Think of the difference between “to think” and “to believe”.
Well, in Italian we have a similar difference: “pensare” and “credere”.
Even though “credere” literally means “to believe”, we tend to use it with the sense of “to think”.
In Italian, we can say credere on its own, but we can also say credere di and credere che.
In today’s post, we’re going to focus on when we say credere di. And, just so you know, the same rules apply for pensare di.
Have a look at the following example:
Noi non crediamo di potere andare in vacanza.
We don’t think we can go on holiday.
As you can see, in English we didn’t translate “non crediamo di” as “don’t think of” but just as “didn’t think”, since otherwise, it would just sound odd.
When do we say credere di?
You might be wondering why, then, we use credere di instead of just credere or credere che.
Basically, we use credere di when we want to carry on talking about another action and, thus, we use another verb in the infinitive (its base form, like potere).
Also, we use credere di when the subject in the first clause is the same as the subject in the second clause, as you can see below:
(1) Noi non crediamo di (2) potere andare in vacanza.
(1) We don’t think (2) we can go on holiday.
The subject is noi (we) in both clauses: the people who “don’t think” are the same who cannot “go on holiday”.
However, in Italian (unlike in English), we don’t need to add a subject in the second clause (right after di) because, for us, it’s obvious it’s the same as the one in the first clause.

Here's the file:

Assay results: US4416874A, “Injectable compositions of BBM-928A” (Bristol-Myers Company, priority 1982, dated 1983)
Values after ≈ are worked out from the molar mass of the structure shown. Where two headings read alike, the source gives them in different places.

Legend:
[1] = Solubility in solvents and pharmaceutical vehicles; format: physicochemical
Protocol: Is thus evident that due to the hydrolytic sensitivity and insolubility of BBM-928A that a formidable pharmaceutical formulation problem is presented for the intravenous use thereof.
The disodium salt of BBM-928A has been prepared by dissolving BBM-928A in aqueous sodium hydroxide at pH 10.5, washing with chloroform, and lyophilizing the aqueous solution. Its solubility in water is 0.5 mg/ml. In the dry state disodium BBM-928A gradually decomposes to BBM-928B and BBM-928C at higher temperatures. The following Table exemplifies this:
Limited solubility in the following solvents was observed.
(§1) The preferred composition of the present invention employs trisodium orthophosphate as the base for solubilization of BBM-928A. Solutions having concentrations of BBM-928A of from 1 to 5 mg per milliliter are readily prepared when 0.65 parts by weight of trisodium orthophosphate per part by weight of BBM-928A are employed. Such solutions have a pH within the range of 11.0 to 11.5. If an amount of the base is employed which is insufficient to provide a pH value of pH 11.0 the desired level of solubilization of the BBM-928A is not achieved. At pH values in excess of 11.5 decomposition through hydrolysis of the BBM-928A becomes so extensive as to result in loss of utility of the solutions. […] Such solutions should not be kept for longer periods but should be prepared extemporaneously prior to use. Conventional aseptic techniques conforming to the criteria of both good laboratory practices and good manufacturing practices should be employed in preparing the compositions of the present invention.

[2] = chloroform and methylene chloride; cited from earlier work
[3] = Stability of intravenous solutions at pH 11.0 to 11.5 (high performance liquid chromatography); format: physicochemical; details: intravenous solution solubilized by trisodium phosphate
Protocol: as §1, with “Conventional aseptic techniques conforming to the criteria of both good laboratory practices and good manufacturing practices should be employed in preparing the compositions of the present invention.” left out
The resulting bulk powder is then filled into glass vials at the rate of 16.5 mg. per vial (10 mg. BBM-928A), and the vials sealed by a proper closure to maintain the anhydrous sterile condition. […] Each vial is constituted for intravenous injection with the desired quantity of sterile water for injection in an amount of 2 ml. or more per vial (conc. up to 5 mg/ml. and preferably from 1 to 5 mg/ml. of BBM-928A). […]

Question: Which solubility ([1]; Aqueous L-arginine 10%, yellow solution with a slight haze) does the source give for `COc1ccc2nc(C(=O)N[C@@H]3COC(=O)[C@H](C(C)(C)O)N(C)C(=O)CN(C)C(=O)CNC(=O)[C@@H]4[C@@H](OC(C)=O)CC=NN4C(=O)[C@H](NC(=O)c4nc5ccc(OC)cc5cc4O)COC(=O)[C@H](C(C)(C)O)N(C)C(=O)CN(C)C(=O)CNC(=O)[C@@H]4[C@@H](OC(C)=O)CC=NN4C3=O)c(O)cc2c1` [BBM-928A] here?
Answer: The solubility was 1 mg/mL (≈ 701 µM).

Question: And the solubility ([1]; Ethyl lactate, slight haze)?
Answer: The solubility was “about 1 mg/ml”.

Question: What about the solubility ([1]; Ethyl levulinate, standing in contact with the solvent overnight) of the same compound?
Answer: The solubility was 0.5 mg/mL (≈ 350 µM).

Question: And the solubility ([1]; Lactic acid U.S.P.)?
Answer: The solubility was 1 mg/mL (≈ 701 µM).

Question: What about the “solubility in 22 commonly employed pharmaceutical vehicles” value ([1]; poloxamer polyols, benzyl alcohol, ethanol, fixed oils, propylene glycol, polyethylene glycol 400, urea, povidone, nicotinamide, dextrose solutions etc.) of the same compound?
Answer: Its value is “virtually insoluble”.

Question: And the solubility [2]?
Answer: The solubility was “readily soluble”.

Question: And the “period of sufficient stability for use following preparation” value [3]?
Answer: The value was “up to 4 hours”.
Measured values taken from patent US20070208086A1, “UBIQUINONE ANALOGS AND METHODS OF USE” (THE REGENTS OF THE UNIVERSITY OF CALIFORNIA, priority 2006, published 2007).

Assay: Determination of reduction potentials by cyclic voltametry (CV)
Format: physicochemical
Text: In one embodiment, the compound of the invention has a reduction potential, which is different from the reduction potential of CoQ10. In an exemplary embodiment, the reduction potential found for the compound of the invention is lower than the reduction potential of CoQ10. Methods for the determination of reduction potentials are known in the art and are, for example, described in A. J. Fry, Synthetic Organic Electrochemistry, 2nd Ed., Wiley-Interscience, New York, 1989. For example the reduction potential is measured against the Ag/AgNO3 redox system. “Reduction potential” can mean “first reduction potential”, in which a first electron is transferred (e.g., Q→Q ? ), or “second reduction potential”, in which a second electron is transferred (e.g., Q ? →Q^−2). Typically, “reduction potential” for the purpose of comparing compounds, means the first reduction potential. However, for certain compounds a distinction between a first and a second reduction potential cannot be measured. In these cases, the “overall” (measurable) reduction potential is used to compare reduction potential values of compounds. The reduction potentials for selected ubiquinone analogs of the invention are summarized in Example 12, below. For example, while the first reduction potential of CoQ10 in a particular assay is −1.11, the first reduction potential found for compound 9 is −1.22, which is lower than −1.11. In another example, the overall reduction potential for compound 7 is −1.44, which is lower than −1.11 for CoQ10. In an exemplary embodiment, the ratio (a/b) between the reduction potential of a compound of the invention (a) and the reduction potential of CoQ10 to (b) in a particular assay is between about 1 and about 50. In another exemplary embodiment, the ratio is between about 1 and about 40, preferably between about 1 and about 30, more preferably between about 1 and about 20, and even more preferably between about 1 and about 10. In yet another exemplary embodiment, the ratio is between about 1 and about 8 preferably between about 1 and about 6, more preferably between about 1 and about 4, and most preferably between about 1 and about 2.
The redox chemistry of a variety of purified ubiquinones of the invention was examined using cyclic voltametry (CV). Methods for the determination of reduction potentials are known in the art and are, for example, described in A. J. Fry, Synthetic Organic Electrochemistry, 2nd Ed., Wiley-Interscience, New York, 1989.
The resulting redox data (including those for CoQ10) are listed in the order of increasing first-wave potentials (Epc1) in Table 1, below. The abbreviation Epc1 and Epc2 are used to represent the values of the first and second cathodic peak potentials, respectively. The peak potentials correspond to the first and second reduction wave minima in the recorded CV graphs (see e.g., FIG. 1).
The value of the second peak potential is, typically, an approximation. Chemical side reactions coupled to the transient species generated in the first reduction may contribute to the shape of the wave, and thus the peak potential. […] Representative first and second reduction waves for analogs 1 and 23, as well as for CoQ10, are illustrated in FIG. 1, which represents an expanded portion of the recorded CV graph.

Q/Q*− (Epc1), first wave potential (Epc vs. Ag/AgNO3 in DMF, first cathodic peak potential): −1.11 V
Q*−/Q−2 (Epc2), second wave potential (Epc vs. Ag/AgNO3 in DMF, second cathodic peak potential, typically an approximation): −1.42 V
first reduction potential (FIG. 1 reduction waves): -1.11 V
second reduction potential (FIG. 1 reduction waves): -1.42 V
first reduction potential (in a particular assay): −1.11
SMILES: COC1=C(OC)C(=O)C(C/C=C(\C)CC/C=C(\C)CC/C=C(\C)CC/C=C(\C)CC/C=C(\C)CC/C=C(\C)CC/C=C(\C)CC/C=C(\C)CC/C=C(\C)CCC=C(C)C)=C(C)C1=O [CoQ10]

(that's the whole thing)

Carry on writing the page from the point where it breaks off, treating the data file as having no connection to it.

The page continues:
Here’s the structure:
- Subject + conjugated verb of credere or pensare+ di + verb in the infinitive
By the way, after di we can use the present infinitive (e.g.: mangiare) or the past infinitive (e.g.: aver mangiato), depending on whether we’re referring to the present or the past.
When do we say credere che?
We wouldn’t use credere di if the subject in the first clause was different to the subject in the second clause, like in the sentence below:
(1) Noi non crediamo che (2) loro possano andare in vacanza.
(1) We don’t think (2) they can go on holiday.
In this case, the subject is noi (we) in the first clause and loro (they) in the second clause, so we cannot use credere di. We use credere che instead.
But don’t worry about credere che for now.
Just make sure you understand when we use credere di.
Credi di: examples
Let’s now have a look at some more examples:
Credi di essere divertente?
Do you think you’re funny?
Credo di volere venire anche io.
I think I want to come too.
Cosa credete di fare?
What do you think you’re doing?
Credo di aver capito.
I think I understood.
Non credono di aver fatto nulla di grave.
They don’t think they did anything serious.
Lei crede di aver fatto la cosa giusta.
She thinks she did the right thing.
Non credo di mangiare tanto.
I don’t think I’m eating too much.
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